My Mate Misty   (originally published in the hospice newsletter, autumn/winter edition 2010)  

It has been a very sad day today as I have had to say goodbye to my special mate Misty II.  Misty II arrived at the Hospice back on 25th October 2007.  She was very frightened and wary of people.  I don’t know why but I was drawn towards Misty II from the very first time I saw her.  If you attempted to go near her she would hiss and make it known that she wasn’t interested in having any fuss or anything to do with you at all.  I decided that each time I went over to the Hospice I would go to see her and let her decide if she would let me get any nearer.  Slowly but surely week after week went by she would sniff my hand and on occasions would let me stroke her a couple of times before she realized that she wasn’t too sure about this.  After approximately six months I was able to go up to her quite confidently and spend quite a while fussing her.  It is strange writing this now because at the time we believed Misty II to be a male, it wasn’t until only about 12 months ago that we found out via our resident vet Abdul that he was actually a she!

Anyway, back to the story.  At this time I was determined to see if I could get Misty to sit on my knee.  I would sit down on a chair, (usually in the potting shed which at the time was her favorite place to relax) and fuss her for longer periods of time each time I visited.  There were a few occasions when she would tentatively venture forward and put her two front paws on my legs while I was fussing her, she used to love her head being nuzzled, but then it was like she would suddenly realize what was happening and think, “I’m not sure about this”.


Over the next few months she built her confidence with me and really seemed to enjoy having some fuss and attention which I was so happy about.  This friendship continued and on some of my visits I would settle down in the main playroom with some of the other residents and Misty would come trotting through to tell me that she was there for some fuss too!  As she had really settled into life at the Hospice she could often be found in various rooms.  A lot of the residents there do seem to have their own spots, but Misty would sometimes frequent the playroom, potting shed and Egyptian room.  More recently she had taken to settling down on the sofa in the office which used to be out of bounds for the cats until more recent years (you know what it’s like, they usually get their own way in the end).  There were a few occasions when I would pop up to the office, sit down on the sofa and if Misty was quick to beat the other cats to me, would jump on my knee and settle down for a lovely cuddle.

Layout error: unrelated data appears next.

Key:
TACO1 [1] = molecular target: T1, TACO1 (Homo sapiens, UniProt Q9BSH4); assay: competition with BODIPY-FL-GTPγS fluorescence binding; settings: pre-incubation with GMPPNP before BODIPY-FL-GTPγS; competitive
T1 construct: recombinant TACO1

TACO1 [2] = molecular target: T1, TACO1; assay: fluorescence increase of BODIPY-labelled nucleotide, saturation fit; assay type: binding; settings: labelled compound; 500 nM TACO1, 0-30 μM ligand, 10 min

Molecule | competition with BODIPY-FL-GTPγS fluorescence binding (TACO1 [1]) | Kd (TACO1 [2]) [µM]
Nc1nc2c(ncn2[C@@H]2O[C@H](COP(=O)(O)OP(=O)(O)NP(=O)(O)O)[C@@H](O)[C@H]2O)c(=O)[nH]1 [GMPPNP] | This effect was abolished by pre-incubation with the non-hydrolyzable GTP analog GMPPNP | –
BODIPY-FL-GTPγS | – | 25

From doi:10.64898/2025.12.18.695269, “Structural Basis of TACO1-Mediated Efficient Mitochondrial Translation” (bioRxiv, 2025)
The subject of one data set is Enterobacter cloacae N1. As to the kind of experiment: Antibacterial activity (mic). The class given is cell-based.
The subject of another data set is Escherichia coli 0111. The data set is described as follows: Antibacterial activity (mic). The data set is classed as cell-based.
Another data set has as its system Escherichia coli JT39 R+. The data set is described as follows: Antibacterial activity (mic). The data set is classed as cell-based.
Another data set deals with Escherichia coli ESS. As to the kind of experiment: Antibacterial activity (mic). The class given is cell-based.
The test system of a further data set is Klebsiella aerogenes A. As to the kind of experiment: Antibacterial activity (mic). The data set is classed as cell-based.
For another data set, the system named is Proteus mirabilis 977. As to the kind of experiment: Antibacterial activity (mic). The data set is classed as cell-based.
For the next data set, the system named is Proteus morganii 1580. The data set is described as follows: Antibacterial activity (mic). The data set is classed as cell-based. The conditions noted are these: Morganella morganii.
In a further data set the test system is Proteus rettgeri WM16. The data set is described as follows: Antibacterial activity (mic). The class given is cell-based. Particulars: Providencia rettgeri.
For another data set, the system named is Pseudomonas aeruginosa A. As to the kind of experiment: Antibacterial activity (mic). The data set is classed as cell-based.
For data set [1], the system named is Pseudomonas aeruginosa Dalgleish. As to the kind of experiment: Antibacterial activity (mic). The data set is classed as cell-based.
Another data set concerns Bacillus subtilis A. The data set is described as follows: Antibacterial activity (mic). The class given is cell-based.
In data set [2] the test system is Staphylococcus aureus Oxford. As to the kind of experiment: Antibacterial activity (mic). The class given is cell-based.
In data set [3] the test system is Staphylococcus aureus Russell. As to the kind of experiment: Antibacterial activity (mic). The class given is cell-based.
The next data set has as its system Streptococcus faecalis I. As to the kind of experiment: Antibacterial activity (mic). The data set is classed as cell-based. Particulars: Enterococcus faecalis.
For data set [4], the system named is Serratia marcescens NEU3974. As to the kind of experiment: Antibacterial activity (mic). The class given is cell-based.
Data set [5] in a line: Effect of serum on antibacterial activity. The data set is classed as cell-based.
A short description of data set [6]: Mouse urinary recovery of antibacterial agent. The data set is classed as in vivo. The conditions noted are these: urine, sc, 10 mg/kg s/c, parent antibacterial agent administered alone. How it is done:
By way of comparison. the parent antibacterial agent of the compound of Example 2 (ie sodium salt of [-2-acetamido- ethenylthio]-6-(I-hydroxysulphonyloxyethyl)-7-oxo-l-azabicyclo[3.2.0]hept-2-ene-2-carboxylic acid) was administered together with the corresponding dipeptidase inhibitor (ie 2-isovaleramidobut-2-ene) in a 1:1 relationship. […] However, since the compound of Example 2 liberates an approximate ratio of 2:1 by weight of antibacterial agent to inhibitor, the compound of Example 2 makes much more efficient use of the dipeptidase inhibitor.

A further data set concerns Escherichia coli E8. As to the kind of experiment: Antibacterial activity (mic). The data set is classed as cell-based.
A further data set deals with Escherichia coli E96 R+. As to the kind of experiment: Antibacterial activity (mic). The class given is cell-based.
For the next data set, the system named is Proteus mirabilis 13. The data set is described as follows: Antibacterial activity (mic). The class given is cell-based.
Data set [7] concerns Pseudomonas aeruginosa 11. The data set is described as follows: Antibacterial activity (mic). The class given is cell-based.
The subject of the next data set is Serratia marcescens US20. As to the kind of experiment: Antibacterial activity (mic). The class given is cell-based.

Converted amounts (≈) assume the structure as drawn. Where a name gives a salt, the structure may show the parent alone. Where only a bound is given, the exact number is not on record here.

I would say Misty had generally enjoyed her time at the Hospice and was a cat who got on with most of the other residents although sometimes would just enjoy her own company, and of course the odd cuddle with me as well some of the other visitors to the Hospice.  She enjoyed quite good health although she had lost some weight from when she first arrived with us.  She was so cute and had quite a small head for her body, and although not everyone may have thought so I thought she had lovely eyes.


It’s hard to sum up today.  Alison had been concerned about Misty’s health so arranged an appointment to go to the vets. Claire took her down and we were expecting it to be a sniffle or something like that as on Abduls last visit she had been given a good bill of health.  Sadly the diagnosis was much worse, her mouth was badly inflamed and Abdul told us that her liver was failing. After discussion it was decided that the kindest thing was to help her pass away peacefully.  I know that the decision was a difficult one and when I was told the news I just couldn’t believe it. 


I had only seen her a few days earlier and enjoyed a quick fuss with her. That is so hard sometimes, you always wish at these sad times that you had had more time to spend with them. Although I write this with a sad heart I am going to finish on a positive note.  Misty was at the Hospice for almost three years and on the whole enjoyed her stay with us and up until the end had enjoyed good health. She had only gone downhill in the few days since I had last seen her. So it is a slight comfort to know that she hadn’t spent much time suffering or in pain.

  One thing is for sure, Misty is going to be sorely missed.              
  (Article by Graham Stevens)                  
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